Allergan Plc CEO Brent Saunders calls them "stepping stones" - small, bolt-on acquisitions, as opposed to the mega-deals common in the drug industry. And they're expected to boost dealmaking in sectors ranging from neurology to skin care.
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Allergan's agreement on Tuesday to acquire liver drug developer Tobira Therapeutics Inc for $1.7 billion may seem trivial compared to the proposed $160 billion deal Allergan crafted last year to sell itself to Pfizer Inc .
But that deal was torpedoed in April by the U.S. Treasury's latest curbs on tax inversions. Now the company, domiciled in Ireland, is taking a new tack, preparing to spend a war chest of more than $20 billion on stepping-stone deals.
The small deals are aimed at filling gaps in its core therapeutic areas, which range from the central nervous system and gastrointestinal diseases, to dermatology and eye care.
Allergan has added four other small companies to its portfolio this year, three of which sold for less than $100 million upfront, plus performance payments. Two, ForSight Vision and Retrosense Therapeutics, treat eye disorders. The others, Topokine Therapeutics and Vitae Pharmaceuticals Inc. , focus on dermatology.
Allergan agreed to acquire Vitae last week for $639 million.
The fact that Allergan is paying top dollar for some of these companies - including a nearly 600 percent premium for Tobira, excluding performance payments - has investors and dealmakers speculating about the company's next stepping stone.
Logical acquisition targets for Allergan would include Acadia Pharmaceuticals Inc , a maker of treatments for Parkinson���s disease; Intra-Cellular Therapies Inc , a developer of psychiatric medications; Neurocrine Biosciences Inc , which focuses on neurology and women���s health; and Dermira Inc , a dermatology company, according to investment bankers and industry investors.
In an interview with Reuters, Saunders declined to comment on any specific companies that Allergan may want to acquire next. But he said that stepping stones will play a key role in helping the company continue to meet its ambitious annual revenue growth target of 10 percent for years to come.
"I needed to do big deals to get where we are, but the strategic vision was always to get to a point where we could use stepping stones," Saunders said.
Allergan has relied heavily on M&A because it views inventing its own drugs in-house as too risky. Saunders, 46, has attempted or executed mergers and acquisitions totaling more than $300 billion in the last three years.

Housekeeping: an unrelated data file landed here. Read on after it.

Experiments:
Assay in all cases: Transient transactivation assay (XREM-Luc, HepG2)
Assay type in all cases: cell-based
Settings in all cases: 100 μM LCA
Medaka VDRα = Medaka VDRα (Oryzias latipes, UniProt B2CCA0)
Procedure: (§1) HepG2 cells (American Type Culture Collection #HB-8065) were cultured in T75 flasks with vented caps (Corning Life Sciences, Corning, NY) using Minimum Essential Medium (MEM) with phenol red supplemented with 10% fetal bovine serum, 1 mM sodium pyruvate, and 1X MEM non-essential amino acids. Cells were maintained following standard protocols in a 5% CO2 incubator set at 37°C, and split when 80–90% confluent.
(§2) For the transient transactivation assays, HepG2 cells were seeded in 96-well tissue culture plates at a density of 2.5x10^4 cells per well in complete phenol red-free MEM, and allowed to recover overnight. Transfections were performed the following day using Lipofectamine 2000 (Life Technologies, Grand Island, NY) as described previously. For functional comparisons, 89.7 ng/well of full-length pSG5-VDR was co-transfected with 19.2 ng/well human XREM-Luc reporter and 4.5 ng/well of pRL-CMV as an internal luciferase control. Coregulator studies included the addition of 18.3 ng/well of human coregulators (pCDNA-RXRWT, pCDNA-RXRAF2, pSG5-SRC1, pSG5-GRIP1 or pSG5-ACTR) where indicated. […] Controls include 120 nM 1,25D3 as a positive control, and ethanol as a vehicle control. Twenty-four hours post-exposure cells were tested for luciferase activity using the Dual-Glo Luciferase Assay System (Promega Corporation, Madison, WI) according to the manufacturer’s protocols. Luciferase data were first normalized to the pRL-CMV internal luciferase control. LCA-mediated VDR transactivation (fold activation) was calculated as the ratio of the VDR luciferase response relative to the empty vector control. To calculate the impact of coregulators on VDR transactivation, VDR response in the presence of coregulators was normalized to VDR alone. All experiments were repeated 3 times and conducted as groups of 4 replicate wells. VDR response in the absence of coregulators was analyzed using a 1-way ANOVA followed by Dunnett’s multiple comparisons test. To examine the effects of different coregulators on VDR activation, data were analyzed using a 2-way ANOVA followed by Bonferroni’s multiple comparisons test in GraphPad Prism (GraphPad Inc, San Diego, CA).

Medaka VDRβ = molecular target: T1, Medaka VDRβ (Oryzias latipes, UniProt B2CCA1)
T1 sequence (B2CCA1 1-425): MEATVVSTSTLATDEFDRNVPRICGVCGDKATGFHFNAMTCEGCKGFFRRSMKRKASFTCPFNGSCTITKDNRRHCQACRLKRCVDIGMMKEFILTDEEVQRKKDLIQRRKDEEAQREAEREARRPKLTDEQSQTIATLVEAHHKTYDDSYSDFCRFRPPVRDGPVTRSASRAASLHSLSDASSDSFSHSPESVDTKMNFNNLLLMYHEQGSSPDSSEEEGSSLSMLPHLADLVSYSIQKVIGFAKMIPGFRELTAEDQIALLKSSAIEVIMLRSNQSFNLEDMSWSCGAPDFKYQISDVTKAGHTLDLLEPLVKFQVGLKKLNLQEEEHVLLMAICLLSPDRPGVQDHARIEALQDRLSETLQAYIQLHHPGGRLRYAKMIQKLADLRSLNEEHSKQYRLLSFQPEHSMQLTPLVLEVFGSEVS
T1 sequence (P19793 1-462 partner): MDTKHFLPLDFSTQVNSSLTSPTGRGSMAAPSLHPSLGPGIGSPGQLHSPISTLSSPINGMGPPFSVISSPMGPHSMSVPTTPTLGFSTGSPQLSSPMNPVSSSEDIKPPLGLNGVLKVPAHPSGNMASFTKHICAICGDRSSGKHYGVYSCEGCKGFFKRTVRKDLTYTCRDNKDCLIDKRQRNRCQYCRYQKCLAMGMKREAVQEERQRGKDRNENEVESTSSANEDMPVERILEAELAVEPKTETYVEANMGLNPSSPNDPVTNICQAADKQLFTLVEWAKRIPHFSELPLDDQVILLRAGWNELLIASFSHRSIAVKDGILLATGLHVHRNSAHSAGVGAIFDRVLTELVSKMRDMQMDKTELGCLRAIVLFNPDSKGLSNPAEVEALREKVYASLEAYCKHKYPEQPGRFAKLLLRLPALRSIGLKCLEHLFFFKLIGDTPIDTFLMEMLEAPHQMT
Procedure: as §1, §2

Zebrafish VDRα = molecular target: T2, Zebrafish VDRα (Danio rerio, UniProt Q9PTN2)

Allergan now has the money to embark on a major acquisition spree thanks to the sale of its generic drug portfolio to Teva Pharmaceutical Industries Ltd . Allergan received $33.4 billion in cash and $5.1 billion in Teva stock last month as a result of that deal.
While Allergan has pledged to spend some of those dollars on share buybacks, it will still have cash reserves of more than $20 billion it can spend on deals.
Allergan wants to build out its central nervous system franchise, which is one of the largest in the industry and treats diseases including Alzheimer's, depression, migraines and schizophrenia, Saunders said.
He added that he would like to branch out into other types of neurological treatments, including multiple sclerosis, attention deficit hyperactivity disorder and Parkinson's disease.
One of Allergan's successful endeavors in the central nervous system space, its Namenda Alzheimer's franchise, took a hit over the past year after one of its key drugs, Namenda IR, lost patent protection. Namenda IR generated more than $500 million in 2015.
Allergan is hoping that a ramp-up of its newly commercialized anti-psychotic drug, Vraylar, can help offset that decline.
BOTOX AS A GATEWAY DRUG
Saunders said he also is optimistic about opportunities in dermatology and eye care, adding that he would be open to a medium-sized deal to build out its opthalmic products.
In dermatology, Allergan has the world's biggest franchise by sales, largely due to its flagship drug, Botox, for wrinkle-smoothing.
Last year, in a stepping-stone acquisition, Allergan bought a publicly traded dermatology company called Kythera for $2.1 billion, and it has been ramping up sales of its key drug, Kybella, which treats double chins.
"There's definitely potential for more deals like that in dermatology," said Randall Stanicky, an analyst at RBC Capital Markets. "Botox is a gateway product into the entire world of aesthetics."
In the interview, Saunders left open the possibility of a transformative acquisition or merger for Allergan, which has a market capitalization of $95 billion.
He said a company with a cutting-edge treatment that reversed Alzheimer's was an example of the type of big deal Allergan would consider making.
Biogen Inc and Eli Lilly and Co both have late stage drugs that promise to reverse the effects of the degenerative neurological disease. Biogen and Eli Lilly have market capitalizations of $65 billion and $86 billion, respectively.
Reuters reported in August that Allergan had held informal conversations with some members of Biogen's board before deciding against any acquisition offer.
(Reporting by Carl O'Donnell in New York; Editing by Greg Roumeliotis and Brian Thevenot)